The Jewish Historical Society of Central Jersey is grateful to the Middlesex County Cultural and Heritage Commission* for funding the creation of a traveling exhibit on recent Jewish immigrants to New Jersey from the Former Soviet Union. The exhibit is based on the personal experiences of Middlesex County residents who shared stories of their background in the FSU as well as their immigration experiences and subsequent lives in the United States. 


October, 2012
Anshe Emeth Memorial Temple

222 Livingston Avenue, New Brunswick

November, 2012
South Brunswick Public Library

110 Kingston Lane, Monmouth Junction

February, 2013
Jewish Community Center of Middlesex County

1775 Oak Tree Road, Edison

Five panels, 24" x 36", have been designed for display in libraries, synagogues, Jewish Community Centers, and other places where the public can visit them. They include images of personal documents, photos, and other objects relating to life in the Former Soviet Union and to the immigration experience, many of which were shared by our interviewees. A historical overview of the Soviet Union takes the visitor from Tsarist Russia through today, presenting a visual context and background for Jewish life in the FSU and familiarizing the viewer with the immigrant experience.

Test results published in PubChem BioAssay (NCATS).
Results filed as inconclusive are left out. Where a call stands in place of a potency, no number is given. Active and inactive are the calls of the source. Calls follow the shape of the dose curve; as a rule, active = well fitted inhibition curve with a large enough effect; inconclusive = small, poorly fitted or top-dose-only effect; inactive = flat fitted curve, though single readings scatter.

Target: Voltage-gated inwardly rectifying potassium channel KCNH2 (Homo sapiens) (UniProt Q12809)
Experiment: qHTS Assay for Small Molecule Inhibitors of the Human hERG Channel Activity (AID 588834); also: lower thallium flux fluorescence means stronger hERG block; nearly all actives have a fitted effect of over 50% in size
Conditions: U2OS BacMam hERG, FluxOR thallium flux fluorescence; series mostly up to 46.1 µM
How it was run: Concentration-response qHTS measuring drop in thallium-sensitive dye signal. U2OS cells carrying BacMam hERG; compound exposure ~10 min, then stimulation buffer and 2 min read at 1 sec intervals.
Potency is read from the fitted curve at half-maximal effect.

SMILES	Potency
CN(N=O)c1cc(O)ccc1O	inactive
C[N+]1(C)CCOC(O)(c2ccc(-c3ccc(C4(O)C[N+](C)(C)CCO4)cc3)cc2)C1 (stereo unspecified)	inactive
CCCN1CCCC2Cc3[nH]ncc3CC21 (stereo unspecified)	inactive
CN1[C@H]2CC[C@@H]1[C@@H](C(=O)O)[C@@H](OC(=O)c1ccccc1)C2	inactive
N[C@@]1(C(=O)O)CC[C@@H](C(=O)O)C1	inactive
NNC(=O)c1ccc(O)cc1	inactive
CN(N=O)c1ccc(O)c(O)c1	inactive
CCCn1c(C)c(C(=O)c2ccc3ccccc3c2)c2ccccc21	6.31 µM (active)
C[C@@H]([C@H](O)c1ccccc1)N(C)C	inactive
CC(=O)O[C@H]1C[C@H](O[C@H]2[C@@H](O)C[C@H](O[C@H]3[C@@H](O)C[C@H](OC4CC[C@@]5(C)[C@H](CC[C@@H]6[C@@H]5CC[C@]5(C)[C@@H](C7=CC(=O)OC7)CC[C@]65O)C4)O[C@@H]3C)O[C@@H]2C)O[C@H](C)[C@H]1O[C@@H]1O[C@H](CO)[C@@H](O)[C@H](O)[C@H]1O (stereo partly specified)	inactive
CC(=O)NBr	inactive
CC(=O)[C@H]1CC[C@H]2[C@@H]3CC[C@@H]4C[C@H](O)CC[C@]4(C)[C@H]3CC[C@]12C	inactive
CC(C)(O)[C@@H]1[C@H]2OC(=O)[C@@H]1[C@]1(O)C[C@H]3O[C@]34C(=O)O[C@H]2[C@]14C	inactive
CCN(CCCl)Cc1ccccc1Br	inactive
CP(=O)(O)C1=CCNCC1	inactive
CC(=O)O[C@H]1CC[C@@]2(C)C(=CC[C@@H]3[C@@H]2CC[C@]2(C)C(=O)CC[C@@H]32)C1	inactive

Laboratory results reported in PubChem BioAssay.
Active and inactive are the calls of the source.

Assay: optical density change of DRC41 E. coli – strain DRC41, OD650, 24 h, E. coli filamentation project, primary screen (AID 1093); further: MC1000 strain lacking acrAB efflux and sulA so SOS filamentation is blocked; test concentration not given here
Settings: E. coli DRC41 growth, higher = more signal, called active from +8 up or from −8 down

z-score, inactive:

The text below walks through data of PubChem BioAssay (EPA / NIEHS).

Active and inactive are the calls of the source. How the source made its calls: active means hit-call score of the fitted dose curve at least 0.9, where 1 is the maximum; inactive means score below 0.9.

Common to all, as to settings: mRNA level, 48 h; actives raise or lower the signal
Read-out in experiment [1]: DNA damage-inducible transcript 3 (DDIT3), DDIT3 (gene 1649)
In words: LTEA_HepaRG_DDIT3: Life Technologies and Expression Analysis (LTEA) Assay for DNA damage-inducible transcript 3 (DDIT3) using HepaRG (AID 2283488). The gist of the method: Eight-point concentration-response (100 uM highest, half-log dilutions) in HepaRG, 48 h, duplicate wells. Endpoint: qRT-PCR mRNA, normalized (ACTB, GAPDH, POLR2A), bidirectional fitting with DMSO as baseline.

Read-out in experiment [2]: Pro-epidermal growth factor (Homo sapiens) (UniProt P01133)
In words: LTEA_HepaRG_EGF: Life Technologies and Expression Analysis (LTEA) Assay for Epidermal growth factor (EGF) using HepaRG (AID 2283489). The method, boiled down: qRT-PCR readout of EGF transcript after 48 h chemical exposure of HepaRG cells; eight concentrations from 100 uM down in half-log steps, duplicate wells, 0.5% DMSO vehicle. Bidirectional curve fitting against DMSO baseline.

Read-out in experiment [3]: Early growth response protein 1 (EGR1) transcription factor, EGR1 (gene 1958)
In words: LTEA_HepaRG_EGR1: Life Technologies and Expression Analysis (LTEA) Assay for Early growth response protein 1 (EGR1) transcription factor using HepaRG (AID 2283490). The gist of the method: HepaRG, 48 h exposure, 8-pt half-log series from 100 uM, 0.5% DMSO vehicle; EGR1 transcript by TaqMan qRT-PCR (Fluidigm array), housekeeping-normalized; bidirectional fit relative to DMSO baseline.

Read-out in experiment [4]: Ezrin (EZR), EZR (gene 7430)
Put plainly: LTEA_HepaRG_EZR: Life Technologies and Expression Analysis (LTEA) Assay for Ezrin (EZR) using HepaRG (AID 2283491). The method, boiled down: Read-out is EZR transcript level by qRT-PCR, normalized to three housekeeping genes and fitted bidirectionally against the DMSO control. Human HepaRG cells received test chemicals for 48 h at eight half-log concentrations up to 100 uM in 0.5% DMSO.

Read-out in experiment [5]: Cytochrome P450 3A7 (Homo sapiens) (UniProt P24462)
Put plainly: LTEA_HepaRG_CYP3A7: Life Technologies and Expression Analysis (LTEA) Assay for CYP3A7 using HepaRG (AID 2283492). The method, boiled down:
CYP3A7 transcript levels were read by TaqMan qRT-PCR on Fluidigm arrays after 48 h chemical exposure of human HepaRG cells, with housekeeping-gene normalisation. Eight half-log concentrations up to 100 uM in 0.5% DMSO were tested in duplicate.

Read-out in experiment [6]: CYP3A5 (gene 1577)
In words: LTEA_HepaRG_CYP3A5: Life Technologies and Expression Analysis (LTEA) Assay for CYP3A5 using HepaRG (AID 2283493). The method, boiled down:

The Jewish Historical Society of Central Jersey has been in existence for about 35 years. We are an independent organization, one of the local agencies that receive support from the Jewish Federation of Greater Middlesex County. Our purpose is to promote, research, and publish on all facets of Central New Jersey’s Jewish life. We maintain an archival collection that is available to researchers, and we create educational programs and exhibits. More information about our activities and our collections can be found elsewhere on this Web site.

In the past, our organization has documented the experiences of other Jewish groups, including Holocaust survivors and the Jews of Newark and Perth Amboy. Our new exhibit highlighting the Jews of the Former Soviet Union is the latest in a line of presentations which have been met with enthusiasm by the groups that were highlighted. We believe they have contributed to understanding and acceptance among the varied traditions and backgrounds that make up Central New Jersey’s Jewish population. The recordings and documents that we obtained have become a very important and inspiring part of our collection.

If you are interested in displaying this exhibit for your congregation or community, please contact the Jewish Historical Society of Central Jersey at 732-249-4894, or email us at info.jhscj@gmail.com

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